I spend my work life battling with insurance companies for our clients. Whether it’s a car accident, a slip and fall or a worker’s compensation case, there is always an insurance company I am up against. The irony of course is that I, like everyone else, need insurance for my car, my house, my business etc. So, despite my adversarial relationship with the insurance industry as a whole, I have no choice but to do business with them. My company happens to be Liberty Mutual. I am not going to praise or disparage Liberty Mutual in this blog because depending on whether I am fighting against them for a client or they are assisting me with my own insurance needs, my feelings about them may differ. But one thing they do that is very interesting is publish an annual safety index which compiles and analyzes data on the causes of work-related accidents and injuries and their associated cost to employers in lost wages and medical expenses.
As you will see, The Top 10 List is interesting and a bit surprising. Without further ado, the top 10 causes of disabling injuries at work are:
This category includes injuries caused by lifting, pushing, pulling, holding, carrying, or throwing objects. As I read this all I could think of was the UPS and Amazon delivery drivers who came to our office during the holiday season. The packages these people must routinely lift, push, pull, hold, carry and throw is mind-boggling. My back hurts just thinking about it. Back injuries and shoulder injuries are some of the more debilitating injuries we see in this category at our offices. A herniated disc in your back or torn rotator cuff in your shoulder can, depending on your job, result in prolonged and sometimes permanent disability from your employment. This is the leading cause of injury in the retail, healthcare, manufacturing, wholesale and transportation industries.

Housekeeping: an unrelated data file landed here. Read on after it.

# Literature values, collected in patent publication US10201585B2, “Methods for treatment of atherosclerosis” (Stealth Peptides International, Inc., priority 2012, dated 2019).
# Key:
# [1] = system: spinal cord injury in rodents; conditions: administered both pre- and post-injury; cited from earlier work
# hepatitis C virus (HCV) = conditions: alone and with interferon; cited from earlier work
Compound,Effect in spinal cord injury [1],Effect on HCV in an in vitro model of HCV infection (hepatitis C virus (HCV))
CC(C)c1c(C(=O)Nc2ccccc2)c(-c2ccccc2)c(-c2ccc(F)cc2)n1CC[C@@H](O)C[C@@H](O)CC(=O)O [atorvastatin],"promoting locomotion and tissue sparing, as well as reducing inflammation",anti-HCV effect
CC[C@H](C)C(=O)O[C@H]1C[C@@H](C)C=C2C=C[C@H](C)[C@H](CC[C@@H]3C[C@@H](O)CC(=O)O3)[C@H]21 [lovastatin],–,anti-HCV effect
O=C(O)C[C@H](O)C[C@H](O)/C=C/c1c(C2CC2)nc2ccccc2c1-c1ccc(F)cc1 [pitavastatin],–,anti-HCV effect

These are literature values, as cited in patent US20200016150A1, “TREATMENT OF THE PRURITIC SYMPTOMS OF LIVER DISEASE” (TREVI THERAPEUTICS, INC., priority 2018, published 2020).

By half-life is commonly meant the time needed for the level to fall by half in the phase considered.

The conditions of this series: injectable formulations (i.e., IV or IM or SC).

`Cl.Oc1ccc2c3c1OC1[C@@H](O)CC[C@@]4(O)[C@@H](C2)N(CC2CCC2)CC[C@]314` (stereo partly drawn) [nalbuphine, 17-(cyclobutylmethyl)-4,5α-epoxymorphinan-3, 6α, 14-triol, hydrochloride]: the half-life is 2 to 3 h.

Cost to employer: $13.1B
2. Falls on the Same Level
Injuries in this category result from falling on the same level as opposed to down stairs or off platforms. These types of falls commonly occur on ice, wet floors, or on rugs or mats. They can also include tripping over an object and falling to the ground. Some of the more serious injuries that we handle here at Spada Law Group fall into this category. This is the leading cause of injury in the professional and business services and leisure and hospitality industries.
Cost to employer: $10.4B
3. Struck by an Object or Equipment
This category includes injuries caused by an object falling from above and striking a worker. Workers in warehouses, retail stores, construction sites, as well as plumbers, electricians, and carpenters all have the potential to be injured from objects. We have represented individuals seriously injured when merchandise has fallen from shelves in Walmart, Home Depot and Restaurant Depot to name a few.
Cost to employer: $5.2B
4. Falls to Lower Levels
Common causes of injuries in this category are falls from ladders, platforms, staging, roofs, stairs etc. We are currently litigating a case where a worker was inadvertently knocked down an entire flight of interior stairs by a fellow employee sustaining serious and career ending injuries. This is the leading cause of injury in the construction industry.
Cost to employer: $4.9B
5. Other Exertions or Bodily Reactions